[TO TITR EDITOR OF THE "SPECTATOR:1
SIR,—The two suggestive letters in your last issue, together with your leading article, go a long way towards a satisfactory solution of the education difficulty. They appear to acknow- ledge three principles that will be readily conceded by all fair-minded men :—(1) Equitable treatment of all existing trusts; (2) the fundamental principles of Christianity as revealed in Holy Scripture to be taught in all schools ; (3) provision for supplementing this by distinctive denomina- tional teaching in all cases where such definite teaching is desired by the parents. With regard to (1), only those who have had practical work to do in connection with the building and enlargement of denominational schools know the amount of self-denying effort that has been made during the last twenty years to bring up Voluntary schools to the ever-rising standard required by the public authorities. It is reassuring to know that the new Government are fully aware of these sacrifices. The difficult problem of securing really satisfactory religious teaching in all schools can only be solved by the State ensuring that some teaching in Holy Scripture shall be given in all schools (subject, of course, to the Conscience Clause), and at the same time providing the safety-valve of supplementary or alternative doctrinal teaching. Such alternative teaching might be given either by members of the teaching staff or by the clergy ; but all expenses should be defrayed, as Dr. Hodgkin suggests, from voluntary sources.—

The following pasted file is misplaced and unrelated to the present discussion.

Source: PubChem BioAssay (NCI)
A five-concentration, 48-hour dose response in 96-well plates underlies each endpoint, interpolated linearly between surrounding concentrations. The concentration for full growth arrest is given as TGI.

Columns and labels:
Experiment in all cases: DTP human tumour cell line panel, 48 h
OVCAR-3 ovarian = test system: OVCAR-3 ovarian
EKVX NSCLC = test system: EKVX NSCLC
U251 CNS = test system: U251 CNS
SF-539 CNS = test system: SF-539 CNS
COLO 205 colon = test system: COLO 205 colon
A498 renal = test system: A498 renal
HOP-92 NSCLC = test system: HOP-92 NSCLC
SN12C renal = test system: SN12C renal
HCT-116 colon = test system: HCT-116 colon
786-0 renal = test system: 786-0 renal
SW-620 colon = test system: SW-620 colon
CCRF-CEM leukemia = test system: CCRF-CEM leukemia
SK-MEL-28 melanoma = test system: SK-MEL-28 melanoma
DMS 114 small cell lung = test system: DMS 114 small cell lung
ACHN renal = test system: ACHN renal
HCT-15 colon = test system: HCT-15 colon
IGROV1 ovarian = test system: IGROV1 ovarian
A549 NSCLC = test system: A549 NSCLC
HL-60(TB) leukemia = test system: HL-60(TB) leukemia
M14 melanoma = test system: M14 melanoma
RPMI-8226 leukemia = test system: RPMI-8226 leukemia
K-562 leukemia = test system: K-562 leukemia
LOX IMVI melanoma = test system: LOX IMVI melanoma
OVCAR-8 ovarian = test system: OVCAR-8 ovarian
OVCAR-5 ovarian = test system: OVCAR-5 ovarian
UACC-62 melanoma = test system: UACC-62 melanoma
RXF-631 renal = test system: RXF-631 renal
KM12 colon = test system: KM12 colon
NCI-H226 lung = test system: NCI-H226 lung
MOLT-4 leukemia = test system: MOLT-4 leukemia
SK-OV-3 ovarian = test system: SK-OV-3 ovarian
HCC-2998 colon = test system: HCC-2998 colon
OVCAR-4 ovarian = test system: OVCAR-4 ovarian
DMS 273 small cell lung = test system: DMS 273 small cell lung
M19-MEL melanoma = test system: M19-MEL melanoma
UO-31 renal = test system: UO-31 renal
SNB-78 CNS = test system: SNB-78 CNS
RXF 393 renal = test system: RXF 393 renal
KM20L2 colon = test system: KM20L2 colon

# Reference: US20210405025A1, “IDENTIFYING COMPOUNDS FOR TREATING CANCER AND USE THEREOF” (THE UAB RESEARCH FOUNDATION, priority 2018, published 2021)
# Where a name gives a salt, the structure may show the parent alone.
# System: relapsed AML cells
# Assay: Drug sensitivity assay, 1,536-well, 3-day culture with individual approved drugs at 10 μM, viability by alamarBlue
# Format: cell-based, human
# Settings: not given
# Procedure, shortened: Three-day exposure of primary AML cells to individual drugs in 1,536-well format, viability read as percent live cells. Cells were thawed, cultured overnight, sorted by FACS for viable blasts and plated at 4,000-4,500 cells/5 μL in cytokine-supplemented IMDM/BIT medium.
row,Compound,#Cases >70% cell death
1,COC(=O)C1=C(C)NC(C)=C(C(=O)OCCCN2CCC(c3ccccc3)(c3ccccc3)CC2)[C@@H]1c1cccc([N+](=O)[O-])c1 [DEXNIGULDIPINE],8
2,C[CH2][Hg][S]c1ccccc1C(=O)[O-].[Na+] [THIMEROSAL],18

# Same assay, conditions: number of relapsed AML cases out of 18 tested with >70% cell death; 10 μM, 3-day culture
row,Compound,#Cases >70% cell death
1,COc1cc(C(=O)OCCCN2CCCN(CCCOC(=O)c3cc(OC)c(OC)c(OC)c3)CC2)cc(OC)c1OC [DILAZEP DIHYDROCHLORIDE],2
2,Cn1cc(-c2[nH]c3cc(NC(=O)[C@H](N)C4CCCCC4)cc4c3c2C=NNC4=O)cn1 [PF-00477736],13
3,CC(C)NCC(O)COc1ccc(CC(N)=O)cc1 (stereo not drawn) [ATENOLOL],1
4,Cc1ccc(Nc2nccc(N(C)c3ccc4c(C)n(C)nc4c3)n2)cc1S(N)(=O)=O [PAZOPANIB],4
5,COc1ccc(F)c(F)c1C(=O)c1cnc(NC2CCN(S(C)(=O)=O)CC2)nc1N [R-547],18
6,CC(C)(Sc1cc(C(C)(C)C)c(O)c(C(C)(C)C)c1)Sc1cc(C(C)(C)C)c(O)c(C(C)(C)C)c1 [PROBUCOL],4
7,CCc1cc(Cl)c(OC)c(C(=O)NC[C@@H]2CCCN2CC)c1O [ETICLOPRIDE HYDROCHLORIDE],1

The Vicarage, Corbridge.on•Tyne.